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Osage Congress passes $250K bill to design new Wakon Iron Community Building

A new Wakon Iron Community Building in the Pawhuska Indian Village will be designed by architects thanks to a $250,000 appropriation approved during the 4th Special Session of the Sixth Osage Nation Congress.

The bill (ONCA 19-39 sponsored by Congresswoman Paula Stabler) passed unanimously before the session ended on June 24. According to the bill, the $250,000 will be appropriated to the capital asset fund out of the retained revenue fund for professional architectural and engineering services.

Like the other two respective Osage villages’ community buildings, the Pawhuska village’s Wakon Iron building is the venue for cultural and celebratory events including handgames, dinners, holiday, birthday parties, weddings, dances, funerals and residential meetings year-round.

Pawhuska is the last of the three villages to receive a newly built community building after the Grayhorse Village broke ground in May on its new building scheduled to be built by the 2020 Inlonshka dances. Shortly after this year’s Grayhorse Inlonshka, demolition crews razed the former community building. Hominy Village received its new building shortly before its respective 2018 Inlonshka dances. 

Stabler, a former Pawhuska Village Committee Chairwoman, said the current building has “all kinds of dire issues that go on with it and it’s past time to replace the building that’s going on 50 years now. (The village committee) does their best to maintain it, they’ve done lots and lots of repairs to it … It’s really a smaller building than what we need. We haven’t had a number of dances out there in a long time and that used to be one of the main facilities that held dances … I think the village is hoping for some new amenities, a new building and hopefully a place where dances can start resuming again.”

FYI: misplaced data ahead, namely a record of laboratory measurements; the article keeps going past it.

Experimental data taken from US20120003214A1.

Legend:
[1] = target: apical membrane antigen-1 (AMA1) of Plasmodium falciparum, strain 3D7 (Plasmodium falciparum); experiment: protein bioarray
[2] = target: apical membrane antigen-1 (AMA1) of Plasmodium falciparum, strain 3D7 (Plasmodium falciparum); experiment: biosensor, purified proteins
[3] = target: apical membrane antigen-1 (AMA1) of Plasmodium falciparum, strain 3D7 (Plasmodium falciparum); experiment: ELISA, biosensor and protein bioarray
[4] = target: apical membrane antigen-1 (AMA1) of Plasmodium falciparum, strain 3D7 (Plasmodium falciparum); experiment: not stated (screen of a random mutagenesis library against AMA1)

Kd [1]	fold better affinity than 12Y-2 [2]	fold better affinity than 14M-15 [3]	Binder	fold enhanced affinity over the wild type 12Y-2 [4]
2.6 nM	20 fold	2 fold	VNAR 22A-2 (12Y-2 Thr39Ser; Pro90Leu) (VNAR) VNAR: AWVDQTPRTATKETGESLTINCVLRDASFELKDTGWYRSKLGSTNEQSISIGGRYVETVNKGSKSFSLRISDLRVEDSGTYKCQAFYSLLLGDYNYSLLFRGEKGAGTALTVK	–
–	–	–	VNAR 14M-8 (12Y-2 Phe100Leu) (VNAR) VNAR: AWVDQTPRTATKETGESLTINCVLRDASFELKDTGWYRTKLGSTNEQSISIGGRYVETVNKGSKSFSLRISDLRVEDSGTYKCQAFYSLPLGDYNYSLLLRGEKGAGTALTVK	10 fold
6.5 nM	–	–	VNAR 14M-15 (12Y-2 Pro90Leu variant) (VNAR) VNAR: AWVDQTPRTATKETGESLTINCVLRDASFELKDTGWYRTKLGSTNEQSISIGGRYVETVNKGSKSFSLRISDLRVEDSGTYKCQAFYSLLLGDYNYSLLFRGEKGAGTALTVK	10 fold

During the 2019 Hun-Kah Session, Stabler filed ONCA 19-39 to be considered, but it was held due to limited funding at the time. “Since then, we’ve had a lot of discussions with the Chief and with the village itself and because of the timeframe itself to get into construction, they’d like for us to go ahead and consider this now. I have checked with our budget analyst … there is some money there now, it would be nice for the village to start this process. It does take 18-24 months (it seems like for us) to get all the way through to the contractual piece and so I want everyone to consider it instead of waiting until the fall and go ahead and give them the jump on getting to work on the planning and architectural engineering for this project.”

For the appropriation amount, Executive Branch Director of Operations Casey Johnson said 10 percent of the estimated building construction cost is budgeted for architectural/ engineering design costs. “It may end up being a lot cheaper, but we don’t know until the architect and engineer gets to looking at it, meets members of the community… it could be a million bucks or all the way to $2.5 million.”